Historic Markers Across Tennessee

Knoxville: A Divided City

Marker ID:  
Location: 300 Main Street, Knoxville, TN
County: Knox
Coordinates: N 35° 57.683    W 083° 55.017
  35.96138333    -83.91695
Waymark: None


Knoxville: A Divided City
Simultaneous Union and Confederate Rallies

In April 1861, before Tennessee seceded, Knoxville was deeply divided. Excited residents gathered in the streets and held rallies to sway public opinion. These divisions were never more visible then than during simultaneous Union and Confederate rallies on Gay Street (one-half block straight ahead) on April 27, 1861. Knoxville artist and keen observer Samuel Bell Palmer captured the spirit of the time in a sketch made from memory while he was a prisoner of war in Illinois.

A U.S. flag near main Street, flying above the "Liberty Pole", was a gathering place for Unionists. On the corner of Church and Clinch streets, a Confederate flag marked a secessionist rendezvous point. At the corner of Gay and Main streets, then-Tennessee Senator Andrew Johnson delivered a pro-Union, anti-secession speech to supporters gathered around him, while a Confederate regiment and band marched down Gay Street. Nearby, at the Lamar House, Confederate gentlemen entertained ladies with music. Perceiving the musical disturbances as deliberate, some Unionist reacted angrily, but cooler heads on both sides intervened to calm then.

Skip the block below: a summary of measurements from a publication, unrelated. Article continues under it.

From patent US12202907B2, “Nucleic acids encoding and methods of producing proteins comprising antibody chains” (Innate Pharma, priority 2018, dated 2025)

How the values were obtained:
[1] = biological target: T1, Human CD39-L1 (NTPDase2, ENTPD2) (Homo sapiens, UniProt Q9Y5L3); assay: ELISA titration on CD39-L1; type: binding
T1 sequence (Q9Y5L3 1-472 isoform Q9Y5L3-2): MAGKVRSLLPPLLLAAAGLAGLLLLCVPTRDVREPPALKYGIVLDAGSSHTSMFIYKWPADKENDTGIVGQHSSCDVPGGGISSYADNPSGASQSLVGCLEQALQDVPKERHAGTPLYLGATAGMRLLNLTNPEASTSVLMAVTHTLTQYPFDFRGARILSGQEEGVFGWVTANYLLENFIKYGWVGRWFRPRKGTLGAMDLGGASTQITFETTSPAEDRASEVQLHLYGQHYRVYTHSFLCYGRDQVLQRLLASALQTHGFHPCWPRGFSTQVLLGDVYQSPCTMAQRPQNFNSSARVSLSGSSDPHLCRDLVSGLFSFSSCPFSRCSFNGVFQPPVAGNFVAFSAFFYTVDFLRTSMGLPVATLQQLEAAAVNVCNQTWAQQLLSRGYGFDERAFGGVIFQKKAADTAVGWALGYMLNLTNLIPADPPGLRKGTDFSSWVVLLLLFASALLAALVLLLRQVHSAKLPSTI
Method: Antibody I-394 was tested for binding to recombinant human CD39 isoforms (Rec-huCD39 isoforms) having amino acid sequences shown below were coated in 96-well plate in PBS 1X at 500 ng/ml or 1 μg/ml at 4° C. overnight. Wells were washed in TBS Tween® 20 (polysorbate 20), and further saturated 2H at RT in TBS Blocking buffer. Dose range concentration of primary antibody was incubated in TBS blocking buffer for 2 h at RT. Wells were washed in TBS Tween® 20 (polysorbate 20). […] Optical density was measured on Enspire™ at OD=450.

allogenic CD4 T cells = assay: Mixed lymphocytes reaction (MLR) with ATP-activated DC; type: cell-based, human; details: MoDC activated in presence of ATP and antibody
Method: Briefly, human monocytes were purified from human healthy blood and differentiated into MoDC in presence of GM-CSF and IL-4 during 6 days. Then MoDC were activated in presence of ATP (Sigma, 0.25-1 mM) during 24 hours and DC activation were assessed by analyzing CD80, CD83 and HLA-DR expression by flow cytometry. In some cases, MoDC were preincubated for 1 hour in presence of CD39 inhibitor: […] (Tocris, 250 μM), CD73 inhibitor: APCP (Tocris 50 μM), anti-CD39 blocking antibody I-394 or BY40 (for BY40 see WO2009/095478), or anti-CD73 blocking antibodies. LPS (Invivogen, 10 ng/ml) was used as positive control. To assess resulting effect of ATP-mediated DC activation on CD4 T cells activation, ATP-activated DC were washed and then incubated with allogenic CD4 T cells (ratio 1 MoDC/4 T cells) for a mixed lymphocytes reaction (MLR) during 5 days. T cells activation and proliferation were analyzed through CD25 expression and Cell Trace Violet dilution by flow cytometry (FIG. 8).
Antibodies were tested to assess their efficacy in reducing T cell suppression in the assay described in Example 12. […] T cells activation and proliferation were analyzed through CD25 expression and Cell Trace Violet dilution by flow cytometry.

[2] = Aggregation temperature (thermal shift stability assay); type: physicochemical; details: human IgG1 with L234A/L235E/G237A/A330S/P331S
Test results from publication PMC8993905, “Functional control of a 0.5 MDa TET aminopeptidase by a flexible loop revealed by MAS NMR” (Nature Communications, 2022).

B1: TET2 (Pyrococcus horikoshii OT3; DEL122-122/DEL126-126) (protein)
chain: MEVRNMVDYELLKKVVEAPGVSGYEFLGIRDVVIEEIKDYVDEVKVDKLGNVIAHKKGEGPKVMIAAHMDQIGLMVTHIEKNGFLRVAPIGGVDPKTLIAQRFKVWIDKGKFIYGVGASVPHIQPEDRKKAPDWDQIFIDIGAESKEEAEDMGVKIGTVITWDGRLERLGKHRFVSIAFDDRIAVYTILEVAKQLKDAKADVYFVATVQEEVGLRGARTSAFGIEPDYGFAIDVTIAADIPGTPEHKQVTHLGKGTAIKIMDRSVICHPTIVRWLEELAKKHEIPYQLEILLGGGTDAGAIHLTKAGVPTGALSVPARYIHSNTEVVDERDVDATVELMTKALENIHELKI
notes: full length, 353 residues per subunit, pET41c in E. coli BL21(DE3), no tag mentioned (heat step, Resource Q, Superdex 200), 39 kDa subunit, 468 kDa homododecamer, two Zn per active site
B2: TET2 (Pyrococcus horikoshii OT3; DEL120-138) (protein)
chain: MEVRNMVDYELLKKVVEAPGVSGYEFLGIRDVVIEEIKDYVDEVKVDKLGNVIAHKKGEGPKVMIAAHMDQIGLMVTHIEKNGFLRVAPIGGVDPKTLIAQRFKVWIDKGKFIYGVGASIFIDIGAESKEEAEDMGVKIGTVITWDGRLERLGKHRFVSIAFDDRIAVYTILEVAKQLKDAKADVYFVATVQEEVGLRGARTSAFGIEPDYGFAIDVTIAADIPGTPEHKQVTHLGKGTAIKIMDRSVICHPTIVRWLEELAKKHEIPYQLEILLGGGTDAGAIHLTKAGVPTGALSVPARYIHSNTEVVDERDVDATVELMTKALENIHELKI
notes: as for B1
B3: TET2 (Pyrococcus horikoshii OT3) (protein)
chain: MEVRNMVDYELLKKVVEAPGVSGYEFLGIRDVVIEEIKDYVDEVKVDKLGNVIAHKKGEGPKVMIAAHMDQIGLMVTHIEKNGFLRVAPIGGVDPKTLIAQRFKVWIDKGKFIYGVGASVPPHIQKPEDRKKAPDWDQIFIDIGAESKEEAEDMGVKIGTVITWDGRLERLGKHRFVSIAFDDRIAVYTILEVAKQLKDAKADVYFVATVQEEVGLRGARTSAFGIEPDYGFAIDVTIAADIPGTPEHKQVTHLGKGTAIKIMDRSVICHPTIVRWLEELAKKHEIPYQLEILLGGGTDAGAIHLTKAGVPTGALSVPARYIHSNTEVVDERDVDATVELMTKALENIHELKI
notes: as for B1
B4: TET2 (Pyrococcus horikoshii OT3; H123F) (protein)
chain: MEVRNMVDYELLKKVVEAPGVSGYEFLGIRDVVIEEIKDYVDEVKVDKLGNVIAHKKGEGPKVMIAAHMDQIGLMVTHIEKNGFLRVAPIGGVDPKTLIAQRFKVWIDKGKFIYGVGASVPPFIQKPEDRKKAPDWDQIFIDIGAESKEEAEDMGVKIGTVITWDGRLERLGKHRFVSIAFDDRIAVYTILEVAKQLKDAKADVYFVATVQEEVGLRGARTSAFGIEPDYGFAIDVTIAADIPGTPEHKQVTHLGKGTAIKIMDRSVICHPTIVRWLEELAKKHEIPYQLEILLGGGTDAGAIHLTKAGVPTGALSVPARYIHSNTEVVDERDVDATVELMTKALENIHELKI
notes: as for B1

Six weeks later, Tennessee joined the Confederacy. Much of East Tennessee, however, remained loyal to the Union. Tensions exploded, further dividing neighbors and families. While the national war raged, East Tennesseans also fought each other. Violence continued even after the war's end. The divisions persisted for decades, some for a lifetime.

Knoxvillians Samuel Bell Palmer (left) and brother John enlisted in Capt. William D. Kain's Co., Tennessee Light Artillery, in March 1862. Captured at Knoxville in September 1863, they were imprisoned at Camp Douglas, Illinois, for the remainder of the war. While in prison, Samuel Palmer drew sketches, including the Knoxville rallies, and later sent them to Maj. Samuel K. Williams, Jr., a guard who had befriended him.

Tennessee Civil War Trails.